5. It’s MOTIVATING: When I know a contest is coming up, especially a big one like Pitch Madness, I push my Type A into high gear and am always amazed by what I can do with a deadline. Also, I love seeing the success stories … and there are plenty that come out of contests … because on those days where the writing feels impossible, or I’m sure it’s never, ever (ever) going to happen for me, those stories remind me to ‘buck up, buttercup’. Hard work trumps all. So don’t give up.

So on that note, here’s my Pitch Madness entry:

Title: THE DOCTOR’S DAUGHTER
Genre: Women’s Fiction (magical realism)
Word Count: 83,000

Pitch: Following an odd premonition and news of her father’s death, surgeon Penley Attwater is forced to return to her traditional hometown, only to become a surrogate for her late parents’ one remaining embryo—her sister.

Excerpt:

Like always, it started in my toes.

As if stepping into a too hot bath, the prickly warmth enveloped my feet before reaching into my thighs with fiery fingers. Then the heat wave crashed into my chest, quickly moving higher to mark my cheeks with blistering circles. Under the garish bathroom light my sweaty face glowed neon pink. I took a few deep breaths and waited. Soon it would be over.

Many middle-aged women know this well: the menopausal hot flash. But today was only my twenty-eighth birthday, so I was nowhere near the change. Besides, I’d been getting them since I was about six years old.

If only I understood why.

“Penley?” The soft rap of his knuckles against the cheap wooden door startled me, and I knocked over the toothbrush holder that sat on the edge of the sink. With a soft plop our toothbrushes landed in the toilet bowl and quickly sunk to the bottom.

“Shit!” I said, too loud for the small bathroom.

“Hey, you okay in there?” Bradford tried the knob and I was glad I’d locked the door.

“I’m fine!” I leaned heavily against the sink, queasy from the heat.

Silence. “All right, but don’t take too long,” he finally said, his voice retreating. “I have a surprise for you.”I held my breath, letting it out when our mattress squeaked Bradford’s return.

Back when I was a child the flashes always ended in a raging fever, which had been resistant to any remedy my physician father could come up with.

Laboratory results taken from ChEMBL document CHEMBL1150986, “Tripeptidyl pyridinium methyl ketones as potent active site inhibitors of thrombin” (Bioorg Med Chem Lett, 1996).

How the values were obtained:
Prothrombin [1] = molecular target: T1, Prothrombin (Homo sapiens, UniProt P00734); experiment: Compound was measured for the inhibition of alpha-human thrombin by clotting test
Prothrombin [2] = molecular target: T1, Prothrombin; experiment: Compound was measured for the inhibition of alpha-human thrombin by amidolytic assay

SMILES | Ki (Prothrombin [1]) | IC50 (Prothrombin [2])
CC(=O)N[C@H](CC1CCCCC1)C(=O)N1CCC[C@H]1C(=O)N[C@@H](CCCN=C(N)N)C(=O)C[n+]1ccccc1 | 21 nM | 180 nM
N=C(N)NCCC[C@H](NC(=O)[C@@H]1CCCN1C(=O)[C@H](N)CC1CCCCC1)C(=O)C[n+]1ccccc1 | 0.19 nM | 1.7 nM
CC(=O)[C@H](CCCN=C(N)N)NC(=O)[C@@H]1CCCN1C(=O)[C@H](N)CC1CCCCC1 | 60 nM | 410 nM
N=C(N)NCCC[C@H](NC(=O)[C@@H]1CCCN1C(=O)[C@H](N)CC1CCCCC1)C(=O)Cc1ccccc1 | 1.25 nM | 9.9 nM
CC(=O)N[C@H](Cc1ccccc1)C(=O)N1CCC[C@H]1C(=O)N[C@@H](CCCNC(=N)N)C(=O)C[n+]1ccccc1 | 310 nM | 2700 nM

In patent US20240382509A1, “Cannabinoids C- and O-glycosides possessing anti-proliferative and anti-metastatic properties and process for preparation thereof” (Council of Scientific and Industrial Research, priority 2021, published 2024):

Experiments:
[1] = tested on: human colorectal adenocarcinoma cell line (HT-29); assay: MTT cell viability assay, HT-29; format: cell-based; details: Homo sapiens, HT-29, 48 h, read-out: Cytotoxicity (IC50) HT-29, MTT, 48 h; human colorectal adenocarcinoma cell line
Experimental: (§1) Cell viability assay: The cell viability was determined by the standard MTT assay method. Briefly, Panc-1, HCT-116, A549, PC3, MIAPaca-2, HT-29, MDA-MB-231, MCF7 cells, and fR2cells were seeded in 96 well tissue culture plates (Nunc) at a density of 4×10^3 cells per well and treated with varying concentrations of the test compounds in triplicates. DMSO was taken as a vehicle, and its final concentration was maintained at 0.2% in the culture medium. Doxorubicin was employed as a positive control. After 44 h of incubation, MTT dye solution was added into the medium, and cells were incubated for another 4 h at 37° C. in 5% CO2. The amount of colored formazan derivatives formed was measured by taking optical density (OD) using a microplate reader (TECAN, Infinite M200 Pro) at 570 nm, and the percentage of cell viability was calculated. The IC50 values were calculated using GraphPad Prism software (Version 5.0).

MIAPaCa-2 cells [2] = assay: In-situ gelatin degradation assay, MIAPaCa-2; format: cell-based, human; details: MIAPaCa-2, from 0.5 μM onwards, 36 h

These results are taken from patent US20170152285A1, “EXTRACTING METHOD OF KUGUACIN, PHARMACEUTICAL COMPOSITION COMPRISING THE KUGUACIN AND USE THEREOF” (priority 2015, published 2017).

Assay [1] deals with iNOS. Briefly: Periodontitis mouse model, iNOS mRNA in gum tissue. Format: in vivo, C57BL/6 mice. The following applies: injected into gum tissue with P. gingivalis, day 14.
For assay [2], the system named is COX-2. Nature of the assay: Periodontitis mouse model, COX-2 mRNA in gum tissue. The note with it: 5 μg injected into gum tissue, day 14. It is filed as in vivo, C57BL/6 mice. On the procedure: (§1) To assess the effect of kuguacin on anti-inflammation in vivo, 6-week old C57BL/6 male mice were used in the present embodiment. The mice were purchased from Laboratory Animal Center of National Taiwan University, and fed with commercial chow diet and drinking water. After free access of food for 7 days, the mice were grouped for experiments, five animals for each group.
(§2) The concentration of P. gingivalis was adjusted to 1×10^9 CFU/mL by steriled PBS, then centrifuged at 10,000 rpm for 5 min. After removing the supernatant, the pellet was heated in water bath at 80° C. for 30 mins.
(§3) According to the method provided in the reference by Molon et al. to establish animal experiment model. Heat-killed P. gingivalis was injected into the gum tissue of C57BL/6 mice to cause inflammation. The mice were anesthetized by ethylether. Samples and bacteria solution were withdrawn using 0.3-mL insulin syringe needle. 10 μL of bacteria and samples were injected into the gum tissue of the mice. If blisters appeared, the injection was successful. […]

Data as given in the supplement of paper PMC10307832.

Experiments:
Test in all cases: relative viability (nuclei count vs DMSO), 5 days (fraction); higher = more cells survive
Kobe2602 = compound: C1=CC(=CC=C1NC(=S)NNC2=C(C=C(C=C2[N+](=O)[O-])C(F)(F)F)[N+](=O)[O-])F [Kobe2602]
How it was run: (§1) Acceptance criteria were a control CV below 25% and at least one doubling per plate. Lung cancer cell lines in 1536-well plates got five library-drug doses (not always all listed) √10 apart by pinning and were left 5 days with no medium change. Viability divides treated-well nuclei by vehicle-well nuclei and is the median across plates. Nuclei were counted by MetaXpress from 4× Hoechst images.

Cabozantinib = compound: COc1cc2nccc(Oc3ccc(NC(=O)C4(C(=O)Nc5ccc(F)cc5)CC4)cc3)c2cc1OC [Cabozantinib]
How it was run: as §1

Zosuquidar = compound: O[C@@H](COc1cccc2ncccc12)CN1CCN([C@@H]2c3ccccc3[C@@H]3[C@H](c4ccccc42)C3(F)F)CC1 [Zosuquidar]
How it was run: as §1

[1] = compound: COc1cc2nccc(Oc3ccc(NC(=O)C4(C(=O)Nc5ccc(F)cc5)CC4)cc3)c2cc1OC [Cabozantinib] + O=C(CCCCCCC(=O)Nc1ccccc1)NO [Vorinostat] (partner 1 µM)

Why I love other writers, and Twitter.

I follow a lot of other writers and aspiring novelists on Twitter. And almost as many agents and publishers. Which means every day I’m seeing plenty of good news in my stream … writers getting agents and book deals, agents signing authors and sharing ‘happy publication day’ tweets, and a whole lot of publishing love.

And every.single.time I see one of these good news tweets I give a ‘congratulations’ shout out. Even if I’m having a bad writing day. ESPECIALLY if I’m having a bad day. Because these writers? They’ve worked DAMN hard to arrive at this good news place — whether it’s getting an agent or a book deal, finishing a new book, receiving a great review, winning an award, learning of a publication date … regardless, they deserve to be recognized for not.ever.giving.up. Plus, every time a writer gets her publishing wings I’m reminded what is possible. And I decide I’m never.giving.up.

I’ve heard rumblings of writers not feeling the love for other writers (market is tough and competitive, blah blah blah). That we’re sort of jealous and territorial about success, kind of like this:

But when I see a tweet about a writer getting ‘the call’, or read someone’s good news on one of the message boards I visit? I don’t feel all Black Swan-like. Nope. You’re more likely to find me doing this:

In my experience, writers love helping other writers, especially via Twitter. Stuck on a line in your query? It won’t take long to get some tips, or perhaps even an offer of a critique. Frustrated by your revisions? Add #AmRevising to your tweet and you’ll find out you’re not alone. Up at 5 a.m. writing, wondering if you’re crazy to be doing so when everyone else is sleeping? Check out the hashtag #5amWritersClub — used every morning by a bunch of super supportive, crack-of-dawn writers who will keep you company. I have been endlessly amazed at the kindness of the writers I follow on Twitter, and how willing they are to help one another out.

So when it’s my turn to announce the good news? Here’s what I imagine I’ll be doing:


And the best part? I know there will be a whole crew of other writers celebrating right a long with me … Kermit flail and all.